|You are in: Talking Point|
Wednesday, 14 November, 2001, 12:40 GMT
How vital is President Musharraf's role in the coalition?
Pakistan's President Pervez Musharraf, on a diplomatic tour of key coalition countries has pledged to continue to back the US-led war on terrorism, including sharing intelligence information.
It is his first trip outside Pakistan since the 11 September attacks, taking in Paris, London and New York, and ending with an address at the United Nations General Assembly on 10 November.
General Musharraf had initially hoped the campaign in Afghanistan would be short and has called for a stop to the military strikes during the Muslim holy month of Ramadan.
Although the president's position seems to have strengthened since the war began, his visit comes at a time when the potential for Muslim hostility in his own country has increased in the face of continued allied bombing in Afghanistan.
What position should President Musharraf take to prevent further hostility in Pakistan? What role should he play in the global coalition against terrorism? Do you think a diplomatic tour like this is necessary to show his support for the coalition?
This debate is now closed. Read a selection of your comments below.
President General Musharraf made an impressive speech at the UN on Saturday which covered a lot of issues. While there are some who are wary of the US support for a military dictator, they must also realize that this dictator has done more in his two years to clean up the Pakistani politics than anyone before him military or elected. His point on the "root causes of terrorism" need to be addressed urgently. The reality is that regional political conflicts do breed resentment and a sense of depravation which as we have already seen translates into terrorism. I hope that we can use this opportunity to address these issues sincerely and swiftly for the benefit of those who are suffering, for if we do not a new brand of terrorists will try to strike fear in our hearts.
Unfortunate to see these world politics take a new shape at every turn and today Mr. Musharaff who is the core designer and master mind for the breeding of terrorists and creation of the Taleban and remained a cause of deaths of many civilians talks about peace and anti-terrorisom in UN.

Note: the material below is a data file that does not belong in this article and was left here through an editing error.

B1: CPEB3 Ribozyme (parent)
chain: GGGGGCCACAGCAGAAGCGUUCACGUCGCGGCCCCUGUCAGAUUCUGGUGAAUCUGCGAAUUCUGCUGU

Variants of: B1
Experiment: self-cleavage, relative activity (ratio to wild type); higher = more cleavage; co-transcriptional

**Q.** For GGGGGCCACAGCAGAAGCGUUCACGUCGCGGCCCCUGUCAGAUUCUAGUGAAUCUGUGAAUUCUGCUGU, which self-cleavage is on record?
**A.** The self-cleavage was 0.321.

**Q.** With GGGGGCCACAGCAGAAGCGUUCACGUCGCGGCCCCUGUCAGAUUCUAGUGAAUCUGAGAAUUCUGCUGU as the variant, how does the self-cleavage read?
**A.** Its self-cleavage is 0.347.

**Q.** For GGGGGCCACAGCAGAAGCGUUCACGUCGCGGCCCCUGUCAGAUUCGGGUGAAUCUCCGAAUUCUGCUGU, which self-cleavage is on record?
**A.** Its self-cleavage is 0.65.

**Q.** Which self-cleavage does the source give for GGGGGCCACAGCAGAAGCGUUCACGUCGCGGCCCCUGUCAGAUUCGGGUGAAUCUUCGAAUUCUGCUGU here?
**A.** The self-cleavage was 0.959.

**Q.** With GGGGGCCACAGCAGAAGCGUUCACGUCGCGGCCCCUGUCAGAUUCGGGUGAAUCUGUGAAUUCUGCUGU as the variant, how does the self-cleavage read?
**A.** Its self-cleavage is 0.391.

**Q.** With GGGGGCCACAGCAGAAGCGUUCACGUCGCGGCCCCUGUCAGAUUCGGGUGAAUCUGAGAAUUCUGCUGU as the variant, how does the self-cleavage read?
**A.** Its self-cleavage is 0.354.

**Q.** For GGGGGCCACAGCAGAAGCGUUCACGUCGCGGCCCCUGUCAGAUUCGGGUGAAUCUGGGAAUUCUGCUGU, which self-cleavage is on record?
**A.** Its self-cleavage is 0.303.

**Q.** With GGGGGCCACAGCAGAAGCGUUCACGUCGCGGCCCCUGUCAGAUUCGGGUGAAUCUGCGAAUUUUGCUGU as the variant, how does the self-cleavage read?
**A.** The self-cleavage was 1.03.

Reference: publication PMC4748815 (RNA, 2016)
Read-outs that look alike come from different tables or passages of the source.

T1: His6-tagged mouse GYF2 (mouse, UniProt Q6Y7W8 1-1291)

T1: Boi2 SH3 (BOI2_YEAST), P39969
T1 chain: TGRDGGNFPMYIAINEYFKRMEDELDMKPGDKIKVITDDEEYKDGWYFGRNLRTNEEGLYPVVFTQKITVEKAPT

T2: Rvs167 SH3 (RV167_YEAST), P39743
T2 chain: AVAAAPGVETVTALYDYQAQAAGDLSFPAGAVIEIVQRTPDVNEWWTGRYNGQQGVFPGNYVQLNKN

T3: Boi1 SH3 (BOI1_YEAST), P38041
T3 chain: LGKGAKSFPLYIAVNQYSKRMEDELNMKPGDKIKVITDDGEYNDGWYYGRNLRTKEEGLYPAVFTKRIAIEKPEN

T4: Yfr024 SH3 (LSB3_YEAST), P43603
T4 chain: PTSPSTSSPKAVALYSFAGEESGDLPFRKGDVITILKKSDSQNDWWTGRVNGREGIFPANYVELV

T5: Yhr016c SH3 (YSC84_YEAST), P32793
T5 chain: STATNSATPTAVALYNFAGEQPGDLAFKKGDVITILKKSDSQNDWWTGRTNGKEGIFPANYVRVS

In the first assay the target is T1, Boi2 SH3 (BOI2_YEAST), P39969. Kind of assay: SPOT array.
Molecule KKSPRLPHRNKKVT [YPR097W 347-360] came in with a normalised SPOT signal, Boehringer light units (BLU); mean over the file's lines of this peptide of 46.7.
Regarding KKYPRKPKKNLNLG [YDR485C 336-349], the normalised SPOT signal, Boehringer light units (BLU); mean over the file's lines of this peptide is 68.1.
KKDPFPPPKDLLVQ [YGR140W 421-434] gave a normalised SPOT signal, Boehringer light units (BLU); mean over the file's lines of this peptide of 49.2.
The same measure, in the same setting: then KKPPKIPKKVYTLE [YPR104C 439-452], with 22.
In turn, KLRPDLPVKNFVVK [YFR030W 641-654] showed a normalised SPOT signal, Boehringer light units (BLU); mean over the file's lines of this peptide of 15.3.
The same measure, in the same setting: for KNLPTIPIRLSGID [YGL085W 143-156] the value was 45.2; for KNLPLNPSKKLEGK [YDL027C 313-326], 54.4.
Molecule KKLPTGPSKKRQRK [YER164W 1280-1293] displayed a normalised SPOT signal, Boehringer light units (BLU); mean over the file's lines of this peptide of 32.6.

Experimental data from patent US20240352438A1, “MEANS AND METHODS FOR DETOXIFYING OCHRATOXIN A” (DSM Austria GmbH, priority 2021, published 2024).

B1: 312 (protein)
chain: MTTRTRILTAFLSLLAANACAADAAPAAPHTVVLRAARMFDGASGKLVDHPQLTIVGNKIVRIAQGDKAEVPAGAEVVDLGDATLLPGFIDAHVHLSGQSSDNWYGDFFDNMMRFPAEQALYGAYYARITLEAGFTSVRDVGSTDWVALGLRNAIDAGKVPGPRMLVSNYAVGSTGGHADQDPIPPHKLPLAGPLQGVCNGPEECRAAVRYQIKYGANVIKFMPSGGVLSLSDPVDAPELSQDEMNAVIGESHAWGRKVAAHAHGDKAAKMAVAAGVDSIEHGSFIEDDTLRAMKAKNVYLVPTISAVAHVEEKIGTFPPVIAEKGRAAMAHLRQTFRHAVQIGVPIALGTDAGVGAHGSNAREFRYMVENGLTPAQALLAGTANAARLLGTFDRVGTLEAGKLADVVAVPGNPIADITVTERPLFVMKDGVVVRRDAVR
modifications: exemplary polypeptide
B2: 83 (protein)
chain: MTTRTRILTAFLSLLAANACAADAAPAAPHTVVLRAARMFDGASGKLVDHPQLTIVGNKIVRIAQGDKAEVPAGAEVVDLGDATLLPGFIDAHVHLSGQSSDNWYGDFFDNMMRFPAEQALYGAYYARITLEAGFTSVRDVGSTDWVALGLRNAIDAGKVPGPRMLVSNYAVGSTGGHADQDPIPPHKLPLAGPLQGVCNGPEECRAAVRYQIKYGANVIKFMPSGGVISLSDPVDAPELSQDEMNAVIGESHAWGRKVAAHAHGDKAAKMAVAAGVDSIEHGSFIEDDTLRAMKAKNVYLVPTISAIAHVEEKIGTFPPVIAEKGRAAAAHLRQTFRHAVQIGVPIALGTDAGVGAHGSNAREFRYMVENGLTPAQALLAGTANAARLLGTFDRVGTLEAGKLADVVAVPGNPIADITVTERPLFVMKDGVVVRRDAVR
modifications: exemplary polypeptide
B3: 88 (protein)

God bless this coalition which has zero focus and has a very short term focus about the realities of the future of South Asia by supporting and believing a person like General Musharaff.
This is what is called ugly and dirty politics, I suppose.
General Musharraf is an opportunist feeding on the crumbs thrown to him by the West. If 9th September crisis did not happen and he was not pressured and later bought by the U.S., he would not have done what he is doing now. He was rejected by the world at large as a leader of a nation and was perceived as a dictator. Clinton refused to meet him at one of the UN meetings and the American press treated him as a pariah.
Suddenly he is the best thing that ever happened since sliced bread and a "national hero" to some Pakistanis. Who knows, he might even get a Nobel peace prize from an organization that did not give it to Gandhi. Wouldn't that be a surprise! This shows the hypocrisy of the U.S. and Britain. When they need somebody, then a blind eye is turned to all shortcomings. Where is all the talk of democratically elected governments that U.S. espouses? Musharraf's motivation to help the U.S. is the colour of money and nothing else. Musharraf goes back to show "his" people a gift of billion dollars. Of course, U.S. is showing the money to show to Musharraf what can be taken away if he didn't cooperate. I think the whole thing stinks of hypocrisy. With their newly discovered "friendship" with Pakistan, U.S. will once again succeed in alienating India and pushing it to align with Russia even more, who has been a more reliable friend over the years.
Let's get one thing clear, Mr. Musharraf wasn't asked for his help, he was told to provide all necessary support. A country whose economy runs solely off massive foreign aid has no choice but to say "yes" to its debtor's wishes. You're fooling no one, Mr. Musharraf. The US is holding your feet to the fire - and rightfully so - and you know it.
He is the hero of our nation.